Baby strapped in car seat rescued by deputies after canoe overturns in Weeki Wachee River

A Hernando County Sheriff's Office marine deputy and a trainee stopped for a lunch break during their patrol of the Weeki Wachee River Friday. They spent the first half of their day checking watercraft for safety equipment.

They stopped their sheriff's office personal watercraft near the 2-mile marker just as a nearby canoe began to overturn. Within seconds, the pair were in a race against time to save a baby that had gone overboard when the canoe flipped.

Marine Deputy Steve Snell said he heard a woman screaming. His trainee, Patrol Deputy Zachary Burkhart got onto Snell's watercraft and they sped over. 

"We heard a female scream 'my baby,'" Snell recalled. "We turned, we see a canoe overturned with a male on one side and female on the other side and we did not see an infant or a child."

The water was about 6 or 7 feet deep. The strong current made it difficult for the parents to reach their child. 

"The mom was frantic, she was trying to look for the baby, I was trying to locate where the baby was," Burkhart said.

Marine Deputy Steve Snell (R) and Patrol Deputy Zachary Burkhart (L) rescued a baby from an overturned canoe in the Weeki Wachee River.

When the deputies righted the canoe, they saw an infant car seat, upside down in the water. The four-month-old baby was strapped in and not wearing a life jacket. 

"At that time, the baby had its eyes closed and mouth was closed and it didn't appear the chest was rising," Snell recalled.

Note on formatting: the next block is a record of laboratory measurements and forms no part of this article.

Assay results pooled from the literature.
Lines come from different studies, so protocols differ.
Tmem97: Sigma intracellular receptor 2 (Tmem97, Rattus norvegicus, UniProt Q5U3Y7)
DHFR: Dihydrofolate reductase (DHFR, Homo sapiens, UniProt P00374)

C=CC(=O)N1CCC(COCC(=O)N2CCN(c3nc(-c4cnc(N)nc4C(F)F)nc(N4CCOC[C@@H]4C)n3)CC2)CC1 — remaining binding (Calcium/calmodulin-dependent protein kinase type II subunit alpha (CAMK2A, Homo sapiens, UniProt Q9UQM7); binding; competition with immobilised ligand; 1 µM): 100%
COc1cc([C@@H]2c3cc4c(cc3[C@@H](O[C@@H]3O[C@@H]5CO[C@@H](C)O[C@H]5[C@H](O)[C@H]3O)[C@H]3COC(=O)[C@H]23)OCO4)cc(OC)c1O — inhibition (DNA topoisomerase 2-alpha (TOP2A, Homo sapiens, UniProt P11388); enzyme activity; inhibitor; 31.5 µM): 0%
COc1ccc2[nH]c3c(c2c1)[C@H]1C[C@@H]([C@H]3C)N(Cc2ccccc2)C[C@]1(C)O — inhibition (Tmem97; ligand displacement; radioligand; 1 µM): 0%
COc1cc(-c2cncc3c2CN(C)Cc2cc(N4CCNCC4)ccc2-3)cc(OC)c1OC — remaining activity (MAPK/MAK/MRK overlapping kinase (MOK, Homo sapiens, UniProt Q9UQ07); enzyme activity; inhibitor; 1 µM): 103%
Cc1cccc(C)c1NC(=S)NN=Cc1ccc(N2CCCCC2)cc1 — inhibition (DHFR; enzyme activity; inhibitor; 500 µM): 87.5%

They rushed to shore and, when they got there, the baby opened its eyes and started crying.

Hernando County Fire Rescue took the child to the hospital.

Investigators said when the parents rented the canoe, a worker at the canoe rental company put a life jacket on the baby before the family left. They're trying to figure out when and why the parents took the life jacket off the infant.

Deputy Snell issued a citation to the father for having a child under six not in a life jacket.

On that particular day, Deputy Burkhart was shadowing Deputy Snell. Otherwise, there would've only been one deputy on the water to help, making the rescue that much more difficult. 

"It happened so fast," Burkhart said. "The whole situation kind of went through about one minute."

"It was fortunate that he was with me, that it occurred where it did, we were together, and like we said, we did it without thinking," Snell said.